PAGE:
ShareThis Page

Freeport grad's position change just what the doctor ordered at Case Western

| Saturday, Sept. 28, 2013, 9:00 p.m.

As a senior at Freeport, Brendan Lynch led the football team to a share of the Allegheny Conference title and a WPIAL playoff appearance.

He's moved on to Case Western Reserve in Cleveland, but there's a noticeable change by his name on the roster.

Lynch (5-foot-9, 180 pounds) was an offensive machine as a quarterback at Freeport, throwing for 628 yards and eight touchdowns and churning out 1,188 yards and 13 touchdowns on the ground. But he's making the transition to wide receiver to begin his college career.

“They recruited me as an overall athlete,” Lynch said.

Lynch has the size and skill set to play receiver, but switching from the thrower to the catcher will provide a challenge for him.

Lynch hopes to add on five to 10 pounds to his frame. He spent the summer getting ready for camp while on Case Western's workout program, which consists of four days of lifting weights combined with running, and a fifth day dedicated completely to running.

Talks with Case Western dated to his junior year when he caught the university's eye as two of his teammates, Sean Carson and Alex Carson, also were recruited by the school.

Anyone who knows Lynch is aware of his commitment to his studies.

He took the classroom side very seriously, sporting a 4.57 grade-point average and cited academics as a big reason why he chose Case Western. He also was one of four recipients of a $5,000 scholarship handed out by the WPIAL.

“Probably 80 percent of the decision was based off academics,” said Lynch, who will major in chemistry and pursue a career in medicine. “There are two hospitals on campus and a lot of opportunities in the pre-med program with internships, pre-lab work and research.”

The idea of pursing a career in the medical field came naturally; his father, Thomas Lynch, is a doctor.

Lynch also received attention from other Division III schools such as Washington & Jefferson and The College of Wooster.

“There were a lot of reasons that went into it,” Lynch said. “I thought it was the best option for me for school and football. It was the top choice, and I weighed all of the aspects of school, football, social life and opportunities for the future.”

Replacing the production of Lynch will be difficult. Just ask Freeport head coach John Gaillot.

“I'm very excited for him, he's going to do very well,” Gaillot said. “All of our seniors are going to be hard to replace, but when you try to replace a 1,000-yard rusher, and his big-play capability, it's always a concern. We are just waiting for someone else to step up and shine.”

Football wasn't the only sport in which Lynch excelled. He was a standout on the basketball and track teams.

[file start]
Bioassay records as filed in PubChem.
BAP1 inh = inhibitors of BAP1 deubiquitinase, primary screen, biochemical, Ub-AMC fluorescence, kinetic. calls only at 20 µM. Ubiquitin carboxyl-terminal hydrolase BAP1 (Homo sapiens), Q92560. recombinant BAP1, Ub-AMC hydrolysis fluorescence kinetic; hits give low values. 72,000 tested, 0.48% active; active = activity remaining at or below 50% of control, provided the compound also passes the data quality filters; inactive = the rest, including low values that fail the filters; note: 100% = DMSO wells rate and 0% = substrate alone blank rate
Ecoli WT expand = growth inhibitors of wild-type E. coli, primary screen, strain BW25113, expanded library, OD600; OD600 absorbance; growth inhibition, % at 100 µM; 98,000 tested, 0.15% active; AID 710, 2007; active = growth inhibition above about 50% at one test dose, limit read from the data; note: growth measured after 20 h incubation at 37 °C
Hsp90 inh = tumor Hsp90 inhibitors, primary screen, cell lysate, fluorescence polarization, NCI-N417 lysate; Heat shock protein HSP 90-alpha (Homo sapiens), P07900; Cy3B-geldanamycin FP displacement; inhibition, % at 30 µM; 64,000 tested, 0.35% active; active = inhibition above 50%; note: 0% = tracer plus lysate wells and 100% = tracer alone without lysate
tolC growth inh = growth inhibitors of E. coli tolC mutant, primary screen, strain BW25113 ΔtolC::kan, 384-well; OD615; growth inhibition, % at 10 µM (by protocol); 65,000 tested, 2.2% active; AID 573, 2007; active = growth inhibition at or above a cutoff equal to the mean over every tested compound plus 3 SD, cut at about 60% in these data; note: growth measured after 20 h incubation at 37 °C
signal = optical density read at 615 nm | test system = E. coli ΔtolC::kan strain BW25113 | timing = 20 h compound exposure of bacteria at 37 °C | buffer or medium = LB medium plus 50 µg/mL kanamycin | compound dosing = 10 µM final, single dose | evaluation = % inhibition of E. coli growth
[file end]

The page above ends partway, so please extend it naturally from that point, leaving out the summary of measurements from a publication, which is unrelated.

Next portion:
D.J. Vasil is a freelance writer.

TribLIVE commenting policy

You are solely responsible for your comments and by using you agree to our Terms of Service.

We moderate comments. Our goal is to provide substantive commentary for a general readership. By screening submissions, we provide a space where readers can share intelligent and informed commentary that enhances the quality of our news and information.

While most comments will be posted if they are on-topic and not abusive, moderating decisions are subjective. We will make them as carefully and consistently as we can. Because of the volume of reader comments, we cannot review individual moderation decisions with readers.

We value thoughtful comments representing a range of views that make their point quickly and politely. We make an effort to protect discussions from repeated comments either by the same reader or different readers

We follow the same standards for taste as the daily newspaper. A few things we won't tolerate: personal attacks, obscenity, vulgarity, profanity (including expletives and letters followed by dashes), commercial promotion, impersonations, incoherence, proselytizing and SHOUTING. Don't include URLs to Web sites.

We do not edit comments. They are either approved or deleted. We reserve the right to edit a comment that is quoted or excerpted in an article. In this case, we may fix spelling and punctuation.

We welcome strong opinions and criticism of our work, but we don't want comments to become bogged down with discussions of our policies and we will moderate accordingly.

We appreciate it when readers and people quoted in articles or blog posts point out errors of fact or emphasis and will investigate all assertions. But these suggestions should be sent via e-mail. To avoid distracting other readers, we won't publish comments that suggest a correction. Instead, corrections will be made in a blog post or in an article.